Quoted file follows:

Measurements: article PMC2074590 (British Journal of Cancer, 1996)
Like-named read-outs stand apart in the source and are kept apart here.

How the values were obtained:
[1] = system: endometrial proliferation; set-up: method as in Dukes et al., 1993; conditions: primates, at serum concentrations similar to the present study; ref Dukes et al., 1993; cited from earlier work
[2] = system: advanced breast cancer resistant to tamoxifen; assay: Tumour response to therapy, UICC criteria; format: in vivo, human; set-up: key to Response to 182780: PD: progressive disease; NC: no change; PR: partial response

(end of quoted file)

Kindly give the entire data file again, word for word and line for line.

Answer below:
Measurements: article PMC2074590 (British Journal of Cancer, 1996)
Like-named read-outs stand apart in the source and are kept apart here.

How the values were obtained:
[1] = system: endometrial proliferation; set-up: method as in Dukes et al., 1993; conditions: primates, at serum concentrations similar to the present study; ref Dukes et al., 1993; cited from earlier work
[2] = system: advanced breast cancer resistant to tamoxifen; assay: Tumour response to therapy, UICC criteria; format: in vivo, human; set-up: key to Response to 182780: PD: progressive disease; NC: no change; PR: partial response